A short account of Belvoir given by your Israel & Jerusalem private tour guide

South of the Sea of Galilee, high above the Jordan Valley, on top of a very steep slope, stands the Belvoir Fortress. Its French name (meaning “beautiful view”), describes its surroundings, but its Hebrew name – Kochav Hayarden (Star of the Jordan River) – tells of its strategic importance. In the 12th century, it was described as "set amidst the stars like an eagle's nest, and the dwelling of the moon."

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A bit of history

550 m. (1,700 ft.) below the fortress, lies the Jordan Valley, through which the main highway of the country passed – the one connecting Egypt with Syria. Belvoir was the perfect place to protect and control the road (and this part of the country) from any invasion from the east. This is why in 1168, the Knight Hospitaller Order, one of the military powers of the Crusader kingdom, took control of the spot, and built Belvoir.

A great deal of architectural and military thought and planning was spent on this fortress. The results were so stunning that it became a model fortress for the later ones built in the kingdom, and also in Europe.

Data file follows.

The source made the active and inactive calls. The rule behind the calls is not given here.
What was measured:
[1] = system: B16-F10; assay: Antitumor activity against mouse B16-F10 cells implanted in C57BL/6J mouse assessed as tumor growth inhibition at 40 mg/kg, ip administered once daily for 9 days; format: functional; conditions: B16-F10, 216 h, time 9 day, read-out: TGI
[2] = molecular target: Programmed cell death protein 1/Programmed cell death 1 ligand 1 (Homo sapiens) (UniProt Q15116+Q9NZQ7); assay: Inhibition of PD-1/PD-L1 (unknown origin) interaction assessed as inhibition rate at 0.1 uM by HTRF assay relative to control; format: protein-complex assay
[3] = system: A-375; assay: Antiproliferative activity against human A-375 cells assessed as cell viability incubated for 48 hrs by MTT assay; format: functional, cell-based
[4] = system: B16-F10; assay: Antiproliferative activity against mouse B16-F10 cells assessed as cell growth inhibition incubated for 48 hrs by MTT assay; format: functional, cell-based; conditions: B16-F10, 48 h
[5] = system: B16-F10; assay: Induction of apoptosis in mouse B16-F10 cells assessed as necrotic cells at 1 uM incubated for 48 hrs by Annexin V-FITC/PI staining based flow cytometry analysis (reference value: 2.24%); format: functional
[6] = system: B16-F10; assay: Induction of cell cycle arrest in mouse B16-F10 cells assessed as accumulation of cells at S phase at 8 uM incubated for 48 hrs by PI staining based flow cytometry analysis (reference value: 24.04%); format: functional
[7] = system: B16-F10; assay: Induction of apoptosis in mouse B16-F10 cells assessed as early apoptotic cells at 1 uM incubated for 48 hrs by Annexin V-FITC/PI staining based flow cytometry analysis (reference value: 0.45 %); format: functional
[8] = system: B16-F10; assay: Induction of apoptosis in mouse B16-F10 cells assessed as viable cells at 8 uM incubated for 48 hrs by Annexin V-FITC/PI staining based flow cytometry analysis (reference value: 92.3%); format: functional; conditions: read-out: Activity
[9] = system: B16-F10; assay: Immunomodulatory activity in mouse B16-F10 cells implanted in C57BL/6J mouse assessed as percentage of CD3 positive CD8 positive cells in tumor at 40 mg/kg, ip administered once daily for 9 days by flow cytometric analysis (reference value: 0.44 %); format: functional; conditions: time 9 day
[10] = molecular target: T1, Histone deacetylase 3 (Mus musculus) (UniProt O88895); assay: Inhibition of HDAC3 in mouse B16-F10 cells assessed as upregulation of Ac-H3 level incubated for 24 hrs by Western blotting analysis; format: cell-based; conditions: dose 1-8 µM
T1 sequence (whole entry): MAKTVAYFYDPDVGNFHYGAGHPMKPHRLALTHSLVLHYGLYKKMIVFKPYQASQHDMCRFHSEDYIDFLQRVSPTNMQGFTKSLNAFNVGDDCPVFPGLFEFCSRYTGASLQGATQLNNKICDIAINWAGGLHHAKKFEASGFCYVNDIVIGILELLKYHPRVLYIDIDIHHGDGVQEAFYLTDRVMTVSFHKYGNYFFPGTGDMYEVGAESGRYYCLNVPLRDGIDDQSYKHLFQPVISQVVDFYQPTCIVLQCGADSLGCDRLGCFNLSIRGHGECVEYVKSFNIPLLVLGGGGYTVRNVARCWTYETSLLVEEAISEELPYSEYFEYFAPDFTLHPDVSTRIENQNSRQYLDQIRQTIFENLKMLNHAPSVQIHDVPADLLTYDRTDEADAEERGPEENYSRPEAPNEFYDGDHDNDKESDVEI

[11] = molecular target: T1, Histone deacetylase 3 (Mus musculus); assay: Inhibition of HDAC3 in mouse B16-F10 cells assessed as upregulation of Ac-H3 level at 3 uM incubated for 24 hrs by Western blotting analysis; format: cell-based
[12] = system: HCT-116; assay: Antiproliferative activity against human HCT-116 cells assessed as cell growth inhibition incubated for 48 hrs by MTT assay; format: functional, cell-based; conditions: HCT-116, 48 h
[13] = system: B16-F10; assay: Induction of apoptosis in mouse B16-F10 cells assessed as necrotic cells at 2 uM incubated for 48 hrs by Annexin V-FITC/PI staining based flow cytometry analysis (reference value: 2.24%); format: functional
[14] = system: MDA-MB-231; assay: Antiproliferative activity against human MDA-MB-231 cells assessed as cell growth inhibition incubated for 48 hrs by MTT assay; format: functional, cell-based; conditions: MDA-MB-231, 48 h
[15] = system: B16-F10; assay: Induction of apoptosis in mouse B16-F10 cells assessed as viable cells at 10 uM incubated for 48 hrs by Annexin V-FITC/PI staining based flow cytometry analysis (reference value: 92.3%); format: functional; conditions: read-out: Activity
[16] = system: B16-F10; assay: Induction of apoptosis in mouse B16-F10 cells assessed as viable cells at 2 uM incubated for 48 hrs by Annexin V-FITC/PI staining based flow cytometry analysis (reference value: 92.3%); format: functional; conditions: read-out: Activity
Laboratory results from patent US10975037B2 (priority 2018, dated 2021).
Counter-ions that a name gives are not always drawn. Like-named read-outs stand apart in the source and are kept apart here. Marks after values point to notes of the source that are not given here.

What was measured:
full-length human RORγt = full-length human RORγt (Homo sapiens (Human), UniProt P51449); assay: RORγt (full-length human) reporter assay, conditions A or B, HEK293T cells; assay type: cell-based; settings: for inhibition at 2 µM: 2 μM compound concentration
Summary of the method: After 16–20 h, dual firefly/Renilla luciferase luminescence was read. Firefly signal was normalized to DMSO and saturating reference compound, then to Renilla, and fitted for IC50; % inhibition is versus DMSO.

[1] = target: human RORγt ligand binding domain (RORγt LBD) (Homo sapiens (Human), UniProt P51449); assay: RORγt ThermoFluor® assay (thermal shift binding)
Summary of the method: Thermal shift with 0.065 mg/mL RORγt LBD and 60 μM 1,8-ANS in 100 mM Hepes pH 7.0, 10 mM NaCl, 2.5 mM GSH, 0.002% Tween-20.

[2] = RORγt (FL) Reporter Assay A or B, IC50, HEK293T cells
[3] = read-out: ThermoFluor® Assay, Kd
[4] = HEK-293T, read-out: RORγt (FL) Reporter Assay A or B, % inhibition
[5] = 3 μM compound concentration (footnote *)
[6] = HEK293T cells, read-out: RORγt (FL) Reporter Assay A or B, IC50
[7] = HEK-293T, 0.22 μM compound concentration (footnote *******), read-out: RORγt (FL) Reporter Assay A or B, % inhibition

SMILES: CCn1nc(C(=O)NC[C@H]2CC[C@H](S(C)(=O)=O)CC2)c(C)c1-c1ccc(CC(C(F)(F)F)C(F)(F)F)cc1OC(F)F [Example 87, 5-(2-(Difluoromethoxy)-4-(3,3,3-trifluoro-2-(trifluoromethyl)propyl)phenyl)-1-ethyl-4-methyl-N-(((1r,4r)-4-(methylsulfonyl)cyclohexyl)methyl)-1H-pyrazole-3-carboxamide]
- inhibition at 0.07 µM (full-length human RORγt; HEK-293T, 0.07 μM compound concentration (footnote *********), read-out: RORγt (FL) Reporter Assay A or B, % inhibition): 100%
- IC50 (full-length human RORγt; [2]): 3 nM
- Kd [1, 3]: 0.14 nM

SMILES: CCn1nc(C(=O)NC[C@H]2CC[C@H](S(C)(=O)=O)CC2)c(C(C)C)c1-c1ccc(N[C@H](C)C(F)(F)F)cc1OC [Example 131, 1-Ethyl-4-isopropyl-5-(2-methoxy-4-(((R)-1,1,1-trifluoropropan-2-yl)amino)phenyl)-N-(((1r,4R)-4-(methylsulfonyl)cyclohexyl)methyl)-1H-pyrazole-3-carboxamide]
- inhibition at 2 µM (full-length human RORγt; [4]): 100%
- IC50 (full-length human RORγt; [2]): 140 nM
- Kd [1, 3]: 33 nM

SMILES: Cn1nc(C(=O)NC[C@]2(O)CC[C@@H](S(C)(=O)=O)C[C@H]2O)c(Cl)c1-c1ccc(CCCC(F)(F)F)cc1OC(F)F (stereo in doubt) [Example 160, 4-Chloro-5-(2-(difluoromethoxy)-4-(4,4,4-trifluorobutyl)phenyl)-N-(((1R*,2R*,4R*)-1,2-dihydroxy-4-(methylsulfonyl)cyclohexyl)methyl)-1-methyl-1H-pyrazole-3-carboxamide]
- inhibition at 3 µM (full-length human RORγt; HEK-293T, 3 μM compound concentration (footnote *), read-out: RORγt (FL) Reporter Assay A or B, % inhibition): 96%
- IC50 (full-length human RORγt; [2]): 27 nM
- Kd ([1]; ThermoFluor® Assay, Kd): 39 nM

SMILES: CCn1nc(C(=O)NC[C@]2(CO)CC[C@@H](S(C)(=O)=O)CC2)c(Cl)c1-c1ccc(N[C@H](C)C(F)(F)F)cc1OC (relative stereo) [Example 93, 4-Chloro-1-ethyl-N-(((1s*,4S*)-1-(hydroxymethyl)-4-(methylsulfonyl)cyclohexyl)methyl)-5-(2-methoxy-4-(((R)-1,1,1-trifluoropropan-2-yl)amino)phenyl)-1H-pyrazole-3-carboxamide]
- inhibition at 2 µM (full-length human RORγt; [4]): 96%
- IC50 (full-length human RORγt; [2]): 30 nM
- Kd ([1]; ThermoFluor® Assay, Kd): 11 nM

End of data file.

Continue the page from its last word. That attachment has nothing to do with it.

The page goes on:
Twenty-one years later, in July of 1187, the Crusaders lost their entire army in the battle against the Muslim leader, Saladin. The entire kingdom was captured, except for three fortresses. One of these fortresses was Belvoir. It stood under siege for 18 months, until the Muslims managed to destroy the main tower. Only then, did the defenders surrender. The Muslims destroyed the upper parts of the buildings and walls, but much of them can still be seen today. Belvoir stood in ruins for the next 800 years, until it was excavated in the 1960’s.

What can we see in Belvoir?

  • Before entering the fortress, we can stand at the end of the slope and admire the amazing view of the Jordan Valley, the Sea of Galilee to the far left, and the Gilead Mountains across the river, in the Kingdom of Jordan.

  • In order to enter the fortress, you have to pass through two fortified gates connected to each other by a winding road, which is protected from the tops of the walls.

  • When you go in, you will realize that you are in a complex that consists of two fortresses – one is within the other and is called the Keep. The knights lived in the Keep, which contained all of the facilities which were necessary for daily life (including a church), while the external fortress was used for storage halls and stables.

  • You should admire the thickness of the external walls, the deep and wide moat and the towers and gates in the external fortress. Here, you can also see the lodging places, church, kitchen, dining room, place for washing clothes and the cistern in the Keep.

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